The more I think about it, the more I realize how strongly life hinges on habits. How having healthy habits and rituals can bring order to life, keeping one healthy, happy, and strong. Emptying the dishwasher before breakfast in the morning means our kitchen is clean, readying it for the day. Ensuring I get a workout in on Monday sets the tone for the week, prioritizing staying fit. But then the chaos that is life comes in, and those very habits that help me feel organized are the first to be tossed out the window, leaving me feeling out of control again.
I think about how I feel when I return from a vacation. I may be well rested and rejuvenated but my routine is off. I probably stayed up later than I would when at home, and slept in a bit. I may have eaten foods my body is not used to. And then there's all the laundry to catch up on. Pretty soon, my rested feeling has turned into restlessness, as I try to regain some sense of order in life.
This is where journaling has come in for me. I set aside the first 15 minutes of every day to get up before everyone else, be quiet, sit with my thoughts, and then pour them out on a fresh page in my journal. Sometimes I only write a few lines, sometimes a few pages will come spilling out. My journal entries always begin with the word, "Yesterday," but can vary in how they continue. Sometimes there is a lot to write about the day before, and sometimes a couple sentences will suffice. Quite often I write about how I am feeling. or how I resolve to do something better that day. I make lists in my journal--things I need to do, or people with whom I want to connect.
Over the years, I have noticed patterns in my journaling--months where I feel like journaling has kept me tethered and on solid ground, a place to process my feelings, desires, hopes. Other months, my journaling has been less consistent--I've found myself writing in my journal only a few days a week. But the journal remains close by, like a friend who always answers my call. Like that friend with whom the relationship is easy, and no matter how long it's been, we pick back up like no time has passed.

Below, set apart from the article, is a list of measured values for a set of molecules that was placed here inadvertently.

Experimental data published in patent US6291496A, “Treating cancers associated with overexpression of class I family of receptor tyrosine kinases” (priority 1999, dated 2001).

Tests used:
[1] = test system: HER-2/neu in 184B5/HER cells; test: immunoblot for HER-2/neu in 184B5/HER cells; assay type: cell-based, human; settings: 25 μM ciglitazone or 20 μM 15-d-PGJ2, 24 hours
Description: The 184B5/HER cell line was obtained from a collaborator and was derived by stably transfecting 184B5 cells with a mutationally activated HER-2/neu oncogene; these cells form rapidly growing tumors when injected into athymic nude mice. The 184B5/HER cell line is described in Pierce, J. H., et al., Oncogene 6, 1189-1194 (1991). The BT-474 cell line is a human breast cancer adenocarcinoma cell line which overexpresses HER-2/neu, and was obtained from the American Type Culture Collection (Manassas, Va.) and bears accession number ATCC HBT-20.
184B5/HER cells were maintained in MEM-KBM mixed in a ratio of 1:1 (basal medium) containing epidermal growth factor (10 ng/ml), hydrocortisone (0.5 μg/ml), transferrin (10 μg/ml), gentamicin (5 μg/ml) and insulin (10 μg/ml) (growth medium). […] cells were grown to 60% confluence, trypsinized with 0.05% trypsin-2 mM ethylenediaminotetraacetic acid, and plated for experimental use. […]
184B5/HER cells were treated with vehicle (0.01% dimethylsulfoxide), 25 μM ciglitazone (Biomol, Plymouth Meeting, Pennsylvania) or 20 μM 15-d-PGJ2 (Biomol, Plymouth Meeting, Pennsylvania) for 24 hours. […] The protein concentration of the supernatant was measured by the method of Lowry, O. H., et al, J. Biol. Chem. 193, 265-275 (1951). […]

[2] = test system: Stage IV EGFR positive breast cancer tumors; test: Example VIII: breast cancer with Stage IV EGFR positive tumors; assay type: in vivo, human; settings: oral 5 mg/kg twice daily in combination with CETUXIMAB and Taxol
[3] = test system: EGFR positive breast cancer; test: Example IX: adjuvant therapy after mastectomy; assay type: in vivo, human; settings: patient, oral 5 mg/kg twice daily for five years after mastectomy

Journaling is a keystone habit. Charles Duhigg, author of The Power of Habit, describes keystone habits as “small changes or habits that people introduce into their routines that unintentionally carry over into other aspects of their lives.” Imagine you start making your bed every day. Making your bed encourages you to put away the massive pile of laundry that has been hanging out at the foot of your bed. You go even further and put away the pile of shoes that has accumulated on the floor. Your spirits lift as you walk into an uncluttered bedroom, and you begin to put laundry away as soon as you pull it out of the dryer, in an effort to keep that serene space in your bedroom. You sleep better at night, and have less trouble getting out of bed as you wake to a clean room. The one simple habit you started has brought about massive reform, and you've become a more productive person. All because you started making your bed.
I think the habit of journaling has had the same type of profound effect on my life. So, I want to share with you...
To help work through problems
There are times when I am facing an internal struggle that I need to talk through. Perhaps it's something I do not feel comfortable discussing with a friend, or it's a secret to which I have been entrusted and I need to process it somewhere. Sometimes it's one of my kids who is struggling with something and I just need to vent. My journal is a place where I can dump all of these thoughts without judgement.
To validate feelings